People with serious illnesses are turning to yoga in increasing numbers because it is both an intelligent system for physical revitalization, and a calming centring practice that helps reduce the emotional toll of illness.

Lisa Holtby provides a beautiful and compassionately written guide for people living with cancer who want to help themselves. Her instructions are clear and complete yet simple enough for beginners. Most importantly, she infuses every page with positive affirmations that are genuine and uplifting without being saccharine. The core of the book is six sections that build from the most basic warm-ups to more vigorous postures. It is clear from her introductory segments and the guidelines for each exercise that she knows her audience; she has worked with cancer patients and designed this program based on what worked best for them.

The first two practice segments address attitude and breathing, both foundational for a holistic practice of yoga. Ms. Holtby writes in down-to-earth language about subtle aspects of experience, such as how to set an intention, the sensations of breathing, and how to get behind the clutter of the mind’s chatter. Her writing style is natural and welcoming, with a personal touch that inspires confidence and invites a deep personal exploration on the part of the student.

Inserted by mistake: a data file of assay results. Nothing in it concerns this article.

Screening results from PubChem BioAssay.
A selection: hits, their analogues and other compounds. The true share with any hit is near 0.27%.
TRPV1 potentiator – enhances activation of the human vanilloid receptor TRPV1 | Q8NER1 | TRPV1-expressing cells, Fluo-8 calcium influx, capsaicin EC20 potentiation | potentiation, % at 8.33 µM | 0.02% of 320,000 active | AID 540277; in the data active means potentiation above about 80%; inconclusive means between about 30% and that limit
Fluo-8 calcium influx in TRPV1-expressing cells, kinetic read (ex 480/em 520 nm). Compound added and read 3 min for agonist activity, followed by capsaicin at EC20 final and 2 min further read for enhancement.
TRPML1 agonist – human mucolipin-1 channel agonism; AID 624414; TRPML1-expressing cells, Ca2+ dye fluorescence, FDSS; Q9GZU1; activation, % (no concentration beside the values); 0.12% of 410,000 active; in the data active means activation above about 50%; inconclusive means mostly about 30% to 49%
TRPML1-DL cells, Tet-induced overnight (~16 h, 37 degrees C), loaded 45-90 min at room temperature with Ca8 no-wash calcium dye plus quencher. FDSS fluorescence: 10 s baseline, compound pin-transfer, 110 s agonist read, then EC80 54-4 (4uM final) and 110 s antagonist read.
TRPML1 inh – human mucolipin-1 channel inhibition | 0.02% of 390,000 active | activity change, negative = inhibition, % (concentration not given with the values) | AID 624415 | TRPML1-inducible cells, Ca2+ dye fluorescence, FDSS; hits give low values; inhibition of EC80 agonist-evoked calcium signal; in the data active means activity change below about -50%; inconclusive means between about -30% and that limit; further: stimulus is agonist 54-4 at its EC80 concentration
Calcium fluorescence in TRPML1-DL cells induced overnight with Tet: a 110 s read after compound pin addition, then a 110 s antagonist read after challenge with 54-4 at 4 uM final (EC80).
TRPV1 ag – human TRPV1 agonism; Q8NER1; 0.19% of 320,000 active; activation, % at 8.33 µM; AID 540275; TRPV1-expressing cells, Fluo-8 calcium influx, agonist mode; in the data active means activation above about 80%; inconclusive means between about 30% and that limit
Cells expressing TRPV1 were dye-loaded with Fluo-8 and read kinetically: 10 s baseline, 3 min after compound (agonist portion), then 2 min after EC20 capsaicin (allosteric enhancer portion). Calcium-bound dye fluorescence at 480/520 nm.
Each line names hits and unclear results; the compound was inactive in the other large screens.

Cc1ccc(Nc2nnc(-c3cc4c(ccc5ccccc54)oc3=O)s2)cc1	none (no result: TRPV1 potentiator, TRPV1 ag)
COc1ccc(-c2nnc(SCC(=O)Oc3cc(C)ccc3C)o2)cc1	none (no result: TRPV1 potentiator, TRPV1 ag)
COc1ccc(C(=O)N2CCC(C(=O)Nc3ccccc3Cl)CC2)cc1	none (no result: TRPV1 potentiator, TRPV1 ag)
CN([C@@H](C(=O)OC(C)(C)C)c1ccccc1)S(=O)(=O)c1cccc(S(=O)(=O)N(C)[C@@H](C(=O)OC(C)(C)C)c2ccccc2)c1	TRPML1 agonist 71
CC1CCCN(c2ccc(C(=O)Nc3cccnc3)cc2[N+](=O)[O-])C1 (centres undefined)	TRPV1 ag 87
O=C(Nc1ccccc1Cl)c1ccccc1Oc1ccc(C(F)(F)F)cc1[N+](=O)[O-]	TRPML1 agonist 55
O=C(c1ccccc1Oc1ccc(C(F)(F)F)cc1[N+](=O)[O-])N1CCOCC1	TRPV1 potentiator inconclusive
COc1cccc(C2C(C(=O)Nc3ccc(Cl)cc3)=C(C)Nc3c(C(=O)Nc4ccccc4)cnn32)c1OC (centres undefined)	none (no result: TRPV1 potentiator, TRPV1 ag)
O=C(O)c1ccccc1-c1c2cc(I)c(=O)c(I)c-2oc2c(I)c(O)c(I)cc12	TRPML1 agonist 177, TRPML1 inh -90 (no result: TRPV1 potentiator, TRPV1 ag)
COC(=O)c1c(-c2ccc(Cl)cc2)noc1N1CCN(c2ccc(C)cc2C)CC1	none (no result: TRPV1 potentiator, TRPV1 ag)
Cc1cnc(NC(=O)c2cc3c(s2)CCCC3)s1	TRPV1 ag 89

The four sections of asana (ten poses in each, with English and Sanskrit names) progress from gentle chair poses to gentle floor poses, to more vigorous strength-building floor poses, to standing poses. There are at least two variations of each pose, one more gentle and one more intense. The book concludes with an anatomy primer and a comprehensive resource guide. This is a must-have book for all those who want to help themselves through difficult times with yoga – Ellen Saltonstall

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Father Joe: The Man Who Saved My Soul
Tony Hendra
Random House 2004

Tony Hendra is best known as a writer and satirist who co-wrote This Is Spinal Tap, a seminal comedy about a fictional 1970s rock band that inspired an entire film genre – the mockumentary. Hendra’s writing with National Lampoon in the late ’60s and early ’70s helped a generation of North Americans express their growing cynicism and frustration with politics and religion. What is less known about Hendra is his spiritual side.